Around 1882, a miner visited little Annie Ellis (1875-1938) and her very poor family in Bonanza, Colorado. The miner had just struck it rich, and he gave Annie’s mother a gift of twenty-five dollars. In her memoir, Life of an Ordinary Woman (1929), Annie remembered:
There must have been many things Mama longed for (we never had any carpets or curtains), but after talking it over with [her husband] Henry, she decided to get something we could all enjoy! Their choice fell on a picture. The next question was, what picture? I am quite sure Henry made the final decision, ‘The Battle of Waterloo!’ The twenty-five is turned over and the picture sent for. After what seems a long time it comes taking three men to unload it. We children all gather around; the crate is removed, and it stands forth in all its glory. I was disappointed, and think Mama was, too, but neither of us ever admitted it. It is about five feet long and two and a half wide, in a heavy gold frame.
Given the price and size, the Ellis family probably purchased a painting—not a print. But there in the closing decades of the 1800s, the Ellises took part in an American consumer tradition that had been molded by a generation of moral and cultural leaders. Art was seen as a vital furnishing in a wholesome, pleasant American home.
From its earliest days, the influential American Art-Union (1838-1853) identified one of its core goals as cultivating “good taste in the Fine Arts” in the United States. In its 1844 annual report, the AAU promoted the benefits of a landscape painting for city dwellers: “Those who cannot afford a seat in the country to refresh their wearied spirits, may at least have a country seat in their parlors.” The AAU sent prints directly to subscribers to help fulfill its mission. Each year, subscribers received an engraving that reproduced a painting by an American artist “as may appear worthy of the distinction.”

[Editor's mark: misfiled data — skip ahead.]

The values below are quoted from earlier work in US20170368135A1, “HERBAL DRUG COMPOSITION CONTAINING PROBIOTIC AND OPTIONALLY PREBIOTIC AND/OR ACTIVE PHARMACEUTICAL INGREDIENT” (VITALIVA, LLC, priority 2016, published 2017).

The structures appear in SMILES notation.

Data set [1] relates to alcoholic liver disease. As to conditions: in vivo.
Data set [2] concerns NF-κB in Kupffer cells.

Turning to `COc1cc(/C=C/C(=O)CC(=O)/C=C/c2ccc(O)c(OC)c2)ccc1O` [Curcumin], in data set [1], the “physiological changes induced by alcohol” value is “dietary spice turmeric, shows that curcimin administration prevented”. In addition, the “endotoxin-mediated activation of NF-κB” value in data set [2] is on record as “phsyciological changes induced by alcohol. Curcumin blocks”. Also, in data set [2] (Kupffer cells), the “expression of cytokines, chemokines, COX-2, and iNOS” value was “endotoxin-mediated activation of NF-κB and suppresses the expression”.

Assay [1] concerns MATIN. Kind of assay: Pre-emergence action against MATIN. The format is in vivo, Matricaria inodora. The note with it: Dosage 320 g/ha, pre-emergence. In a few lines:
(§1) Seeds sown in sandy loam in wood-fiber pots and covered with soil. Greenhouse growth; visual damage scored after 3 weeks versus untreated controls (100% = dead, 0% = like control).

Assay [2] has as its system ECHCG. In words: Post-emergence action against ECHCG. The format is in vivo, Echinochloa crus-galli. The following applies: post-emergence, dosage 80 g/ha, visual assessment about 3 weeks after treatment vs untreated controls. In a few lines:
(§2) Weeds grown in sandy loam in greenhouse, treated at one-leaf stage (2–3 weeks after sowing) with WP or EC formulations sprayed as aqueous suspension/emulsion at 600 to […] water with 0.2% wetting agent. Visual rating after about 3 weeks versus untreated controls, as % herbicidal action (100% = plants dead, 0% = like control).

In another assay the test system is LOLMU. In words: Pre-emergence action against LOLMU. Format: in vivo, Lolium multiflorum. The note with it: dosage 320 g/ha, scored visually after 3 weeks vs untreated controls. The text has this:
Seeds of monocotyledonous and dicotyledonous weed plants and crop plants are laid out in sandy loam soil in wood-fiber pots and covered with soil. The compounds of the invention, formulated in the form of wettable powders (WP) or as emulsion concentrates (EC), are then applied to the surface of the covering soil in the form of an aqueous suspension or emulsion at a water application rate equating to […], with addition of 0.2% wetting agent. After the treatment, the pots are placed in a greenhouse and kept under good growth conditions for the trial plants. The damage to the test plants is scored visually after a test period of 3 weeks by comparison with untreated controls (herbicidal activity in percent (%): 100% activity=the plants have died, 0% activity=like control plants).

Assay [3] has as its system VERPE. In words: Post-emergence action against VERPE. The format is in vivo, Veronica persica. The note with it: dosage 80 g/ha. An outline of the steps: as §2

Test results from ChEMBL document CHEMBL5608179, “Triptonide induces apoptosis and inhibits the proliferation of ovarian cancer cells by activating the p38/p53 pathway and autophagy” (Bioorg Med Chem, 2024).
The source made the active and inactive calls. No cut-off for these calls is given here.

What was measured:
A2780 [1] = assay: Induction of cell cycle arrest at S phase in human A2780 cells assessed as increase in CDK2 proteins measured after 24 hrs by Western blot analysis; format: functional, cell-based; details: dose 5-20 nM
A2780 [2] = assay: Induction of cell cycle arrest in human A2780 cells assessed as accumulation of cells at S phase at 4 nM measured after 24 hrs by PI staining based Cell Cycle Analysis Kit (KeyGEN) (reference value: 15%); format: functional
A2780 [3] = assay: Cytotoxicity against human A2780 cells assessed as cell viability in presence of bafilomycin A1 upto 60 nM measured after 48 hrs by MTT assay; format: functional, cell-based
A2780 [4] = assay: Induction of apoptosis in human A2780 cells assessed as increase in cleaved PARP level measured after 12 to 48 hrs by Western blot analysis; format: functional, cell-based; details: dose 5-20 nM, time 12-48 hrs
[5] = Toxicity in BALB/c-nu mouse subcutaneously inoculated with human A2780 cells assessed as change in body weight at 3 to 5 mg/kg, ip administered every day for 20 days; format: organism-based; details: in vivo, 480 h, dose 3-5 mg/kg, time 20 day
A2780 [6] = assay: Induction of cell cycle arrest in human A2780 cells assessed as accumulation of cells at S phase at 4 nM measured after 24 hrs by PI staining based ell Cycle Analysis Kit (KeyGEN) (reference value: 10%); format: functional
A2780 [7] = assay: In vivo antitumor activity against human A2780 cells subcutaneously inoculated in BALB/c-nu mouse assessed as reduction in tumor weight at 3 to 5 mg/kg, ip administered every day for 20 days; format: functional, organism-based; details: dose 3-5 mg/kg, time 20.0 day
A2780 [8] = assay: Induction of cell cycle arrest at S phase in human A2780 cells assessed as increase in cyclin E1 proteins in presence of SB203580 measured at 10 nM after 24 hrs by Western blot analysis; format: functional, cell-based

Being able to hang and enjoy art emerged in the 19th century as an important component of American home decoration. The ability to reproduce artwork on a mass-level, first through engravings and then with less inexpensive lithographs and chromolithographs, allowed authors of homemaking manuals to recommend prints as an integral home furnishing.
The American Woman’s Home: or, Principles of Domestic Science (1869) by Catharine Beecher and her sister the novelist Harriet Beecher Stowe emphasized that a well-decorated house went beyond aesthetics: “it contributes much to the education of the entire household in refinement, intellectual development, and moral sensibility.”
The Beecher sisters calculated that if a household had $80 to decorate a parlor, nearly a quarter of the budget should be reserved for pictures. Chromolithographs were recommended: “The educating influence of these works of art can hardly be over-estimated. Surrounded by such suggestions of the beautiful, and such reminders of history and art, children are constantly trained to correctness of taste and refinement of thought.”
What is particularly fun for print collectors is that the Beechers went beyond broad dictates and actually suggested four chromolithographs:
These specific recommendations allow us to see just what sort of prints the Beecher sisters had in mind.
Why these four prints? Stowe provided a broad rationale for such choices in her contemporaneous article “What Pictures Shall I Hang on My Walls?” in The Atlantic Almanac for 1869.